Large-scale malware experiments, why, how, and so what?

Joan Calvet LORIA
Pierre-Marc Bureau ESET
Jose M. Fernandez Ecole Polytechnique de Montréal
Jean-Yves Marion LORIA

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One of the most popular research areas in the anti-malware industry (second only to detection) is how to document malware characteristics and understand their operations. Most initiatives are based on the reverse engineering of malicious binaries so as to understand a threat's features. In order to fully understand the challenges faced by a malware operator, it is necessary to reproduce a scenario where researchers have to manage thousands of infected computers in order to reach a set of objectives.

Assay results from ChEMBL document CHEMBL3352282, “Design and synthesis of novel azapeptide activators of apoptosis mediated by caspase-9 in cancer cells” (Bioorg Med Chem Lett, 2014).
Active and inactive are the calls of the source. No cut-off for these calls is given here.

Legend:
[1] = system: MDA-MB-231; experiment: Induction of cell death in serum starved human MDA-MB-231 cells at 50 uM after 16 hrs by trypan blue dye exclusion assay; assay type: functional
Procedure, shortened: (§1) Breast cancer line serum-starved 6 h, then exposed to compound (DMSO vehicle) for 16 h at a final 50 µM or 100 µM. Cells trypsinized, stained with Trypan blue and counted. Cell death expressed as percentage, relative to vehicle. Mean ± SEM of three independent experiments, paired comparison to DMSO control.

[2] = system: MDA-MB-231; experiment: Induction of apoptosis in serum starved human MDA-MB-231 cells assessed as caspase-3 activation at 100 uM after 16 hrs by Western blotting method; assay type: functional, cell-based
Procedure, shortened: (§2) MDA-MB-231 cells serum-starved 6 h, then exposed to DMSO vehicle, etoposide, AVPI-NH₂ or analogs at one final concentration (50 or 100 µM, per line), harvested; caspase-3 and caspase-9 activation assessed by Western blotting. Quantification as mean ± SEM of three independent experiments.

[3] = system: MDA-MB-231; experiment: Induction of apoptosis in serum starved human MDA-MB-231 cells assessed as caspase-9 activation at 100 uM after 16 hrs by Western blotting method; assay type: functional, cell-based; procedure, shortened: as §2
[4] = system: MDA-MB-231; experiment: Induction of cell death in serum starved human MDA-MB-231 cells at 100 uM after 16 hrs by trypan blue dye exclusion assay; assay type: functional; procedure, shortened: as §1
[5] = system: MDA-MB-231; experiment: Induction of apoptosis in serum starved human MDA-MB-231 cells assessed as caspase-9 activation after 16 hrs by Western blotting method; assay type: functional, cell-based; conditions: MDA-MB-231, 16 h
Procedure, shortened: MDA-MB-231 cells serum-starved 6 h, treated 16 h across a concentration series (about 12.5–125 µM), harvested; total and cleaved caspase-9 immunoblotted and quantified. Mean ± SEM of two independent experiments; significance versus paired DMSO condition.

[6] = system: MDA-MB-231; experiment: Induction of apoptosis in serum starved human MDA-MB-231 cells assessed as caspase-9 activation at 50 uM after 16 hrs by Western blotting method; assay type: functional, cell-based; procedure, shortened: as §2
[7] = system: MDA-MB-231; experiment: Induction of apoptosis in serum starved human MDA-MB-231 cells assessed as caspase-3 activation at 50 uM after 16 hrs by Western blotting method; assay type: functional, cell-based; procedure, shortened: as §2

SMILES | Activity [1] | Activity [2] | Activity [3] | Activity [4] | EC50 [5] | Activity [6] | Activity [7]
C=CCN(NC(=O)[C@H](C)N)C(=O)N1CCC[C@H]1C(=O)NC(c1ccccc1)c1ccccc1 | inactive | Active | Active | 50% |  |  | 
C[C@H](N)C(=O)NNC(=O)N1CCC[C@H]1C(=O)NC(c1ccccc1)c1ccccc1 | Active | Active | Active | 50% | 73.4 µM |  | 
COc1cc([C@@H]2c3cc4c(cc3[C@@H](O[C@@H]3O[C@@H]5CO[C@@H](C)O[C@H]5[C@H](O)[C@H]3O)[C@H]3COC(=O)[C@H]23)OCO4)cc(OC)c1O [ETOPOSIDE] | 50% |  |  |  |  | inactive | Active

In this paper, we will explain how we have set up an experimental environment in which to run large-scale malware experiments involving thousands of infected systems. We also describe our first set of experiments involving the Waledac botnet. The purpose of these experiments was to evaluate the performance of attacks against the botnet, namely to measure the impact on spam output when there is disruption of the peer-to-peer command and control channel. In this experiment, we not only measured the effectiveness of an attack against the botnet but also the quality of self defence features included in Waledac's communication protocol. We elaborate on the results of this experiment and explain the many technical details which slowed our progress but which also made this experience so fascinating. Finally, we discuss future experiments to evaluate realistic botnet defences such as increasing the number of infected hosts, updating binaries or detecting the intrusions of fake bots.


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